Magnuson, Ann
    Uppsala University, Teknisk-naturvetenskapliga vetenskapsområdet, Chemistry, Department of Photochemistry and Molecular Science. Physics, Department of Physics and Materials Science, Chemical Physics. Uppsala University, Teknisk-naturvetenskapliga vetenskapsområdet, Chemistry, Department of Photochemistry and Molecular Science, Molecular Biomimetics.
    Artificial Photosynthesis Edited by Anthony F. Collings and Christa Critchley2006In: Angewandte Chemie, International Edition, 2006Chapter in book (Other (popular scientific, debate etc.))
  • 18.
    Han, Guangye
    et al.
    Institute of Botany, The Chinese Academy of Sciences.
    Ho, Felix M.
    Uppsala University, Disciplinary Domain of Science and Technology, Chemistry, Department of Photochemistry and Molecular Science, Molecular Biomimetics.
    Havelius, Kajsa G. V.
    Uppsala University, Disciplinary Domain of Science and Technology, Chemistry, Department of Photochemistry and Molecular Science, Molecular Biomimetics.
    Morvaridi, Susan F.
    Department of Chemistry and Biochemistry, University of California-Los Angeles,.
    Mamedov, Fikret
    Uppsala University, Disciplinary Domain of Science and Technology, Chemistry, Department of Photochemistry and Molecular Science, Molecular Biomimetics.
    Styring, Stenbjörn
    Uppsala University, Disciplinary Domain of Science and Technology, Chemistry, Department of Photochemistry and Molecular Science, Molecular Biomimetics.
    Direct quantification of the four individual S states in Photosystem II using EPR spectroscopy2008In: Biochimica et Biophysica Acta - Bioenergetics, ISSN 0005-2728, E-ISSN 1879-2650, Vol. 1777, no 6, p. 496-503Article in journal (Refereed)
    Abstract [en]

    Car, carotenoid; Chl, chlorophyll; ChlZ, secondary chlorophyll electron donor to P680+; Cytb559, cytochrome b559; EPR, electron paramagnetic resonance; DMSO, dimethylsulfoxide; MES, 2-(N-morpholino) ethanesulfonic acid; NIR, near-infrared; OEC, oxygen evolving complex; P680, primary electron donor chlorophylls in PSII; PpBQ, phenyl-p-benzoquinone; PSII, Photosystem II; QA and QB, primary and secondary plastoquinone acceptors of Photosystem II; YD, tyrosine 161 of the PSII D2 polypeptide; YZ, tyrosine 161 of the PSII D1 polypeptide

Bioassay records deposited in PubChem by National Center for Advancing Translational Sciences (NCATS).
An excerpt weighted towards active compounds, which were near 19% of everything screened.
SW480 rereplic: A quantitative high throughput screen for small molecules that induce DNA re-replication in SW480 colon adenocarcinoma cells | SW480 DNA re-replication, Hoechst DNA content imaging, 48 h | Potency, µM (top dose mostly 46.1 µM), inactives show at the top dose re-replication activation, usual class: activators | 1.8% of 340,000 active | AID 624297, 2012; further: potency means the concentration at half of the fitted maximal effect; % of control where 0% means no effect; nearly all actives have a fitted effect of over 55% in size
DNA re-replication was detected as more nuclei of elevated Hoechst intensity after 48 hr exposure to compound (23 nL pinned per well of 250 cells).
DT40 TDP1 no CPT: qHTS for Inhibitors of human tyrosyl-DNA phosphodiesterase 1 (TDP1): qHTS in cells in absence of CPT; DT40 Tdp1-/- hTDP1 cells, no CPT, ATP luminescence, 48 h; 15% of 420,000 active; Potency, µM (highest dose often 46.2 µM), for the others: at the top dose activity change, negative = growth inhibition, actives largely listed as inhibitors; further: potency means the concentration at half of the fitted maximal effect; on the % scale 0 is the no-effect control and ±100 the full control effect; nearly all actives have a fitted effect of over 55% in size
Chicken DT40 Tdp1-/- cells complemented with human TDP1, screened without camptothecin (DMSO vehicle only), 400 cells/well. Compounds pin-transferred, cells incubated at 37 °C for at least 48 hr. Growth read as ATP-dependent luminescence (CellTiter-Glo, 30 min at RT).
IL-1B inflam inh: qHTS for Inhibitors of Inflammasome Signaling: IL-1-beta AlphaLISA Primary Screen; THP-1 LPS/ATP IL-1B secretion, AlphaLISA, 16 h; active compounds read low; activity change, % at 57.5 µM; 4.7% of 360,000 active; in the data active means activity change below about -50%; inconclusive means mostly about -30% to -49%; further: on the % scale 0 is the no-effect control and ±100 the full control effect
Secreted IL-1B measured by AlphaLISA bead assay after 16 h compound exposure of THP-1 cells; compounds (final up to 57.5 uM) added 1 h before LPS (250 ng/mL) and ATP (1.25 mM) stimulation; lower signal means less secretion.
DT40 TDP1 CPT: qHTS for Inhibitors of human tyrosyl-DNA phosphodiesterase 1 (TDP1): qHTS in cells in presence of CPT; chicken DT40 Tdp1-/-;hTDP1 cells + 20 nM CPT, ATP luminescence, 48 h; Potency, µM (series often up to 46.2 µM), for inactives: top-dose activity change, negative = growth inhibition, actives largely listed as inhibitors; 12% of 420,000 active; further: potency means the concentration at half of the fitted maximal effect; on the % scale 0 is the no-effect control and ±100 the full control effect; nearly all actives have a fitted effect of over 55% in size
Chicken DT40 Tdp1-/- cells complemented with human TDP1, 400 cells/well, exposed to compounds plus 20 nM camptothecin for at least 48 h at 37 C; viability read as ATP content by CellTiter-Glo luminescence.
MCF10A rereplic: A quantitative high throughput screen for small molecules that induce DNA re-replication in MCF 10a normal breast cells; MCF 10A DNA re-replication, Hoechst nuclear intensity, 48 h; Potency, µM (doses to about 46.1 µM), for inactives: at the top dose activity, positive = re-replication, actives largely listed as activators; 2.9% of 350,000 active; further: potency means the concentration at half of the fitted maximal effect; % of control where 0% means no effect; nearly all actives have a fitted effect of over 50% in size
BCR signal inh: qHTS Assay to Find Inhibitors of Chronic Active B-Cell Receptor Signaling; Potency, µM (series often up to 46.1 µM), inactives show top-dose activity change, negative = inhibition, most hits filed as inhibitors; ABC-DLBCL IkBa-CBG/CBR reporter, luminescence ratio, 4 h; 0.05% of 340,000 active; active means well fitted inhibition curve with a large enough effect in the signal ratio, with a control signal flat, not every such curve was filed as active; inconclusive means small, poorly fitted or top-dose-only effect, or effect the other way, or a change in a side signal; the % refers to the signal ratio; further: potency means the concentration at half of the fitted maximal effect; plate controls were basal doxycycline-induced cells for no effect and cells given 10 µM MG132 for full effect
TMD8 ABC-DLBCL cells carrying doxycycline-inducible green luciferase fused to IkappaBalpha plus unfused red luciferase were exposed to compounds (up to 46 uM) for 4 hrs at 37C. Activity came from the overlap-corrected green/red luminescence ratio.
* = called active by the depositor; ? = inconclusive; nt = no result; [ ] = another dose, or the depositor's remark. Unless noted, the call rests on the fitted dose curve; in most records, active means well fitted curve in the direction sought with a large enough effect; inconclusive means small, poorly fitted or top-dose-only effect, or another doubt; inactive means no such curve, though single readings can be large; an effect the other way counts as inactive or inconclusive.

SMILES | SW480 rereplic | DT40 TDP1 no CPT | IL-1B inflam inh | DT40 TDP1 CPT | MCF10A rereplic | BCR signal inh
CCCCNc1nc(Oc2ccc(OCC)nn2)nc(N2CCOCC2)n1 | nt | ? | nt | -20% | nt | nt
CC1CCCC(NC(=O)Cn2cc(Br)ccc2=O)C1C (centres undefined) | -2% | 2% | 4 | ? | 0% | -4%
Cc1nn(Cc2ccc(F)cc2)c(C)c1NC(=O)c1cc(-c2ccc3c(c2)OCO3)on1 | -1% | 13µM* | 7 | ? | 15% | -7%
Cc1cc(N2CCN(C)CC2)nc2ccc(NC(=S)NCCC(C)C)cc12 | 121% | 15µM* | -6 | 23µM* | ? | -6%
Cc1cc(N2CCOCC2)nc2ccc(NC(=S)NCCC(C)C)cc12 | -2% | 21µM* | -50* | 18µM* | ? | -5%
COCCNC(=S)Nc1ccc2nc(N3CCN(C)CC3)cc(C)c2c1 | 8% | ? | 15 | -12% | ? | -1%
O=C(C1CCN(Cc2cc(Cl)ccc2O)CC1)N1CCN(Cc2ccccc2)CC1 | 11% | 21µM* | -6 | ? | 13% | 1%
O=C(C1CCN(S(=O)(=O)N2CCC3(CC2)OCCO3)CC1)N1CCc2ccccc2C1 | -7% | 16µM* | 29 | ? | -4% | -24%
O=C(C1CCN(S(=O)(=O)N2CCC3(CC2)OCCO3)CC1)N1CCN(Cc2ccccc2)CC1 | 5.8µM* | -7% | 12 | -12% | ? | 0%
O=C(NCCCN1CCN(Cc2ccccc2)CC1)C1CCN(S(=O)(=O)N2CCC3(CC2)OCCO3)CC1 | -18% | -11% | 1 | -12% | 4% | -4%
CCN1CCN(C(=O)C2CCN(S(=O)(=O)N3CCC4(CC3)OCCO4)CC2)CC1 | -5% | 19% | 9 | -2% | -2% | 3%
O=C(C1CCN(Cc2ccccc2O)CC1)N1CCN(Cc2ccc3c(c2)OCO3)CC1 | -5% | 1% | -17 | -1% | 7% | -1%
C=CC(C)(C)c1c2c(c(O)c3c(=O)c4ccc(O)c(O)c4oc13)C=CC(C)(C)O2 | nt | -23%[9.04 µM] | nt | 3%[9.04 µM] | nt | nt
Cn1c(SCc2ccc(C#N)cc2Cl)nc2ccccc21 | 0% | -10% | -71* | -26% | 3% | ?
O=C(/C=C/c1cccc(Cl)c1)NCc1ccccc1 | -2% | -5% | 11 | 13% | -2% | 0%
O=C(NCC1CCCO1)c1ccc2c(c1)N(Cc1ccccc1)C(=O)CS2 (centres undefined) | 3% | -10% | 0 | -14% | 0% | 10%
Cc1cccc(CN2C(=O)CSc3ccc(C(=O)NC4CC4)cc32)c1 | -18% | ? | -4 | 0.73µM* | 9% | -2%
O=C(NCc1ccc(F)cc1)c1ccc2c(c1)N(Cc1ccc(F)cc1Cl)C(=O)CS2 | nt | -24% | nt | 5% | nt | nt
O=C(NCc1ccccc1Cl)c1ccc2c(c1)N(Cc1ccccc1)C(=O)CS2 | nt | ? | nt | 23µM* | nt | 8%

• 19. Han, Guangye
    et al.
    Morvaridi, Susan
    Ho, Felix
    Uppsala University, Disciplinary Domain of Science and Technology, Chemistry, Department of Photochemistry and Molecular Science, Molecular Biomimetics.
    Mamedov, Fikret
    Uppsala University, Disciplinary Domain of Science and Technology, Chemistry, Department of Photochemistry and Molecular Science, Molecular Biomimetics.
    Styring, Stenbjörn
    Uppsala University, Disciplinary Domain of Science and Technology, Chemistry, Department of Photochemistry and Molecular Science, Molecular Biomimetics.
    S-state dependence of misses in the OEC probed by EPR spectroscopy of individual S-states2008In: Photosynthesis. Energy from the Sun / [ed] Allen J.F., Gant E., Golbeck J.H. and Osmond B., Springer , 2008, p. 419-422Conference paper (Refereed)
  • 20.
    Havelius, Kajsa G. V.
    et al.
    Uppsala University, Disciplinary Domain of Science and Technology, Chemistry, Department of Photochemistry and Molecular Science. Uppsala University, Disciplinary Domain of Science and Technology, Chemistry, Department of Photochemistry and Molecular Science, Molecular Biomimetics.